Like countless others before me, my introduction to cycling was through the Tour de France. My dad faithfully watches the race every year whilst happily ignoring the rest of the pro cycling calendar entirely. The Classics do not feature on his radar, Paris-Roubaix means little or nothing to him and the word ‘Flanders’ is more likely to conjure a character from The Simpsons.
As such, given that I first developed an interest in the sport through him, the Classics meant almost nothing to me, too. Somewhere along the line, however, I got the sense that these were the races that ‘proper’ cycling fans lived for and duly began to pay attention. I bought a copy of La Course en Tête’s very own Peter Cossins’ book The Monuments, I got a Eurosport subscription, and I sat for hours across a series of Sunday afternoons — after a bike ride with dad — trying to figure out what was going on and wondering when I’d start to get excited about it all.
My lack of tactical knowledge contributed to my difficulty getting to grips with it, but there was something else. While I may have started my foray into this world by watching the Tour, it didn’t take me long to seek out the women’s side of the sport in search of idols and inspiration. This was Lizzie Deignan’s heyday, and having a female British rider to look up to drew me in even further. The problem was, I couldn’t watch the races. I became very good at navigating obscure Twitter hashtags and searching out grainy videos uploaded by roadside fans.
I got through the Classics with a sense that I had, in fact, watched some races but that if I was honest I didn’t really understand the fuss. Bring on the summer and the technicolour peloton in the bright sunshine snaking their way up Alpine climbs. Give me The Women’s Tour, with my idols racing through the village I live in and with a one-hour highlights package to enjoy, and one of the few televised women’s races, La Course.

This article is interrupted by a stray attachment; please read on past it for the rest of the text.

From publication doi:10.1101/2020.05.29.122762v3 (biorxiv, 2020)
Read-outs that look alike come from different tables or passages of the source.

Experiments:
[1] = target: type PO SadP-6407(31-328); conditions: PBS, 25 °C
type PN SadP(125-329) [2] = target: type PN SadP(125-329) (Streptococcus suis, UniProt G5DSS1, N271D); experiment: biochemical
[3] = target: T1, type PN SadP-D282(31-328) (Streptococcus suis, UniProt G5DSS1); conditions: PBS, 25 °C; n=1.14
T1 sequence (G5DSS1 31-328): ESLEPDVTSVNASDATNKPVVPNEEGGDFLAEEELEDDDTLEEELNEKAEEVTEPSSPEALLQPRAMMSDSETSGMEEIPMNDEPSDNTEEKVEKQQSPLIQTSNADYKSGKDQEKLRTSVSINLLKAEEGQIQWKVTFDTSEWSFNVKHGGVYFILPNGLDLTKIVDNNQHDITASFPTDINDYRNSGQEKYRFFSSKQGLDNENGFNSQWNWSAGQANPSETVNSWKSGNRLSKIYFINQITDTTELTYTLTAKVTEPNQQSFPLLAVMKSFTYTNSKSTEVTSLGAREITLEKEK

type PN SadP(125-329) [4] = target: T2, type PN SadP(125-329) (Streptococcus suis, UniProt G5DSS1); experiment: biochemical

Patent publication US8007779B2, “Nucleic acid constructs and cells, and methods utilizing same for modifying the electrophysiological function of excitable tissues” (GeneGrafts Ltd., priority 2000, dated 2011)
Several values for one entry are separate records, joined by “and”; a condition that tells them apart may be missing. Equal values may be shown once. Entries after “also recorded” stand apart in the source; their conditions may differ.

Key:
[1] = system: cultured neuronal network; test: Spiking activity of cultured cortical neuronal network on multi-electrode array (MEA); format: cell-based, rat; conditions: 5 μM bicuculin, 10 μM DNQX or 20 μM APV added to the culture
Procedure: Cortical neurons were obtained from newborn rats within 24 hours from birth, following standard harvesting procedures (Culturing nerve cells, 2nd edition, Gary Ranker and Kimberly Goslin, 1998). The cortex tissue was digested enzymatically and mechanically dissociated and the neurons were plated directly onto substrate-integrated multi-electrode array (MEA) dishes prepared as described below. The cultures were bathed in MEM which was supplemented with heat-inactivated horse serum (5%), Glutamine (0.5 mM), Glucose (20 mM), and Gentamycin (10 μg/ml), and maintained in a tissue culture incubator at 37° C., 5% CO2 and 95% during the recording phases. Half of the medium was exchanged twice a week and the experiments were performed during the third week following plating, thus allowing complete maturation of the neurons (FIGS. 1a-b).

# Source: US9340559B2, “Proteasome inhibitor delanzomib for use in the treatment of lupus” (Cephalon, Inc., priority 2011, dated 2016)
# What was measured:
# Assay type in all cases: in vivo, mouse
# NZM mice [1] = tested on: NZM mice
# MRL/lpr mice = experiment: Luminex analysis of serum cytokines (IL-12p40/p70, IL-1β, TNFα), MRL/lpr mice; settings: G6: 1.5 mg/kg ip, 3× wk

With every passing year since then I have developed a deeper interest in the Classics. This year in particular, having spent time in Belgium and seen some of the hallowed cobbles first-hand (although I haven’t ridden over them, yet) I have a new appreciation for what, indeed, the fuss is all about. It helps now that the women’s peloton have since been able to start constructing their own history and narratives at these races, with a good few years of live coverage to add to the archives and new races being added every year.
The phrase ‘If you can’t see it, you can’t be it’ needs an equivalent with regards to those following with no intention – or in my case hope – of ‘being’ it. It’s no coincidence that my trajectory of interest in these races grew in tandem with the increased amount of live coverage and the addition of more women’s events. I am sure I am not alone.
Incidentally, my dad and his Tour de France-centric approach to following pro cycling is probably the exact target audience for Netflix’s new documentary on the men’s race. It will most likely be designed for a layperson’s perspective, a casual fan drawn in by the lure of a three-week spectacle that stretches the limits of what is humanly possible in sport. Anyone reading this is likely plugged into the heart of the sport, aware of the minutiae of what goes into the race and the teams, already familiar with the dynamics and therefore able to spot a manufactured drama a mile away.
The casual fan, or the person who may watch the series simply because they enjoy sports documentaries, will likely take what they see at face value. That includes the omission of the women’s race. It’s a huge shame that, in the first year of the re-vamped Tour de France Femmes, a high-profile documentary that will likely bring new eyes to the sport won’t showcase the women’s race too.